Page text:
Understanding your body fat percentage is a good way to determine if current fitness models are working, if you’re healthy, and if you’re at risk for certain diseases if you don’t make changes.
However, calculating body fat is a different process for everyone. For example, female body fat percentage isn’t the same as a male’s, so it’s important to understand the guidelines that work for your age/fitness level/personal health goals.
In this guide, learn about body fat percentage numbers to keep in mind, plus three ways you can measure body fat.
Keep in mind, you should consult a doctor to determine what a healthy weight looks like for you. This article should not be used as a substitute for consulting advice from a medical provider or licensed wellness professionals.
- 1 Healthy Body Fat Percentage
- 2 Body Fat Percentage vs. Body Composition
- 3 Body Fat Percentage vs. Body Mass Index
- 4 Is There an Ideal Body Fat Percentage?
- 5 Measuring Body Fat Percentage at Home
Healthy Body Fat Percentage
Healthy body fat percentages range between 8 and 30 percent, depending on age, gender, physical activity level, and other factors. For optimal fitness performance, which is different from overall health, low body fat numbers might be more desirable, depending on the sport.
At higher body fat percentages, one’s risk of cardiovascular disease also increases. Heart disease isn’t the only ailment that can result from excess body fat, though—type 2 diabetes, certain types of cancer, high blood pressure, and poorer quality of life are all associated with high body fat percentage.
Male Body Fat Percentage
A healthy range for young men is between 8 and 19 percent under the age of 40. Due to more muscle definition and muscle mass, men are typically healthier at lower body fat percentages than women.
Men tend to store abdominal fat and fat in the sides of their midsection, a pattern known as android fat patterning.
Female Body Fat Percentage
A good body fat percentage for women to limit health risks is 21 to 32 percent body fat under the age of 40. Beyond 40, the number goes up slightly to 33 percent.
Biological differences cause women to store more body fat than men, mostly due to the hormone estrogen.
Women tend to store fat in their legs and hips, a pattern known as gynoid fat patterning. Even female athletes, typically, need more body fat than men for health purposes.
Body Fat Percentage vs. Body Composition
Body fat percentage isn’t the same as body composition. Your BFP is a true reading of how much fat mass you have.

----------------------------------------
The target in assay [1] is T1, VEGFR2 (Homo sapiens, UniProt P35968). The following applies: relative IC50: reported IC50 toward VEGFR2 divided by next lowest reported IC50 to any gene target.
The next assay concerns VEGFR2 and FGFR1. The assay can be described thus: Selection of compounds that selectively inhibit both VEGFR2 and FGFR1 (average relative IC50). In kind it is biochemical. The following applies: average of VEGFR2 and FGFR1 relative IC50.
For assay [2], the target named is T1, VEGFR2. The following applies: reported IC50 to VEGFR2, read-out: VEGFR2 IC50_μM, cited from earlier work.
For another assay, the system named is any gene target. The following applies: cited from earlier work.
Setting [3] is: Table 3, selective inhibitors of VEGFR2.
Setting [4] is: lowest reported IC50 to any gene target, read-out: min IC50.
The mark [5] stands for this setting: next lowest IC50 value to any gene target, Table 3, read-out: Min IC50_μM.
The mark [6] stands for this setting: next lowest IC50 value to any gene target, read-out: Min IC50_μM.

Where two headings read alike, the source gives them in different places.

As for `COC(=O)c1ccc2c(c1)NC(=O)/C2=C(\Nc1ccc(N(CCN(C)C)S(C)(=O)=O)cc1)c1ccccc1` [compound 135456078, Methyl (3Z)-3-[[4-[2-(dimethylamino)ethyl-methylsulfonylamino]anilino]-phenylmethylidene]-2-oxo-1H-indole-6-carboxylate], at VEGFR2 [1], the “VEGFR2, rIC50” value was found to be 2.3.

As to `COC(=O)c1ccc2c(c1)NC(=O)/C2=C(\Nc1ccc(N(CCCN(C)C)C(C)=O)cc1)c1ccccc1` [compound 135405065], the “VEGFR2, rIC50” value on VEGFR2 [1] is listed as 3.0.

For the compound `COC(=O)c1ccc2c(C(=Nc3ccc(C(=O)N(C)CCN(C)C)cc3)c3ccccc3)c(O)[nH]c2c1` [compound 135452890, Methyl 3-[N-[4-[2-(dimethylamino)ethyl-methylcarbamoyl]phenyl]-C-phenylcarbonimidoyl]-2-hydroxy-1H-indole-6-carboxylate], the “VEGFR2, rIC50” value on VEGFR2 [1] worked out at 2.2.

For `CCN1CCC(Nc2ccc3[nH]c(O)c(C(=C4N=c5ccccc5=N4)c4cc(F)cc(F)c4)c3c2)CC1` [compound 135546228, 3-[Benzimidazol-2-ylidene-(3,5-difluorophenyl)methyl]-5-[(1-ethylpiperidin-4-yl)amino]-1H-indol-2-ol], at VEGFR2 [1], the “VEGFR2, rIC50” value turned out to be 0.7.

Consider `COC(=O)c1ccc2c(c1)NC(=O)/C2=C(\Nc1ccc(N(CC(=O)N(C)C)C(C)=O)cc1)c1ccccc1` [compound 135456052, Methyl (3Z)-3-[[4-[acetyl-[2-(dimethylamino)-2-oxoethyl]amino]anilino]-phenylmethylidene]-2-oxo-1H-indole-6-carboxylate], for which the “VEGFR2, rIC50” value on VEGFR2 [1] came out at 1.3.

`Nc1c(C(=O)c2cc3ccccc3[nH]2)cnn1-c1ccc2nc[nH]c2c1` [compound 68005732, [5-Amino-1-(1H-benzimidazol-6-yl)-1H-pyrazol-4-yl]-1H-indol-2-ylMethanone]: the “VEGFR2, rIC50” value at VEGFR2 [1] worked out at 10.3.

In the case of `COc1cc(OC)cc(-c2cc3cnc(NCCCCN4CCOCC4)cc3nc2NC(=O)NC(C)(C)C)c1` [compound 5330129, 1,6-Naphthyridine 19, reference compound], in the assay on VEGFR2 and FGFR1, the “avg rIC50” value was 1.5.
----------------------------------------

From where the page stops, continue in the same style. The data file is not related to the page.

Body composition measures all of the body’s tissues—bones, organs, subcutaneous fat, fat, and other matter. Each is calculated as a percentage.
The two are, of course, linked. Changing your body fat percentage would impact your ratio and vice versa. DEXA scanners are popular tools used for assessing body composition.
Body Fat Percentage vs. Body Mass Index
Body Mass Index, or BMI calculation, is another popular method used to determine size and overall health. But it’s not the same as calculating one’s own body fat percentage, either.
The BMI formula calculates your height and weight to give you a reading.
According to the Center for Disease Control:
- If your BMI is less than 18.5, it falls within the underweight range.
- If your BMI is 18.5 to 24.9, it falls within the normal/healthy weight range.
- If your BMI is 25.0 to 29.9, it falls within the overweight range.
- If your BMI is 30.0 or higher, it falls within the obese range
BMI does help you understand if you have a high or low body fat percentage in some ways; however, it doesn’t take into account lean muscle or muscle mass.
Someone with more muscle could be considered “overweight” according to the BMI scale even if they had such low body fat that they had a six-pack.
Is There an Ideal Body Fat Percentage?
This is a loaded question that can’t be answered for all people in a few sentences, because ideal body fat percentages exist for both men and women of all shapes and sizes.
That said, for most people, ideal body fat percentages are a combination of sticking within healthy ranges, enjoying how you look, and if you’re an athlete, being at a body fat percentage that boosts performance.
For example, a long-distance female runner may want a lower body fat percentage than an older man who just wants to lower disease risk.
Actually, the female runner’s body fat might be lower than the man’s. If both people are happy when measuring body fat, that could be viewed as a win.
Measuring Body Fat Percentage at Home
1. Skinfold Calipers
Skinfold calipers use a pinch test to measure your body fat percentages on your hips, arms, legs, stomach, and sometimes neck.
Calipers are available online for under $10. They are not as accurate as other electronic body fat percentage measurement tools, though.
2. Hydrostatic Weighing
Submerging oneself, also known as underwater weighing, is another way to accurately calculate body fat percentage.
The measurement is based on displacement in the water, so it’s considered a very accurate test. You may have to go to a center and pay a larger fee to get a reading, though.
3. Bioelectrical Impedance Analysis
Biolectrical tests generate a rough estimate of your body fat percentage by sending electrical current through the body.
Because each tissue acts as a different conductor of electricity, the scanner is able to determine if you have low or high body fat, as well as overall body composition metrics, which can be retested every few months to see how training is going.
These tests also take out the possibility of human error, making them pretty accurate.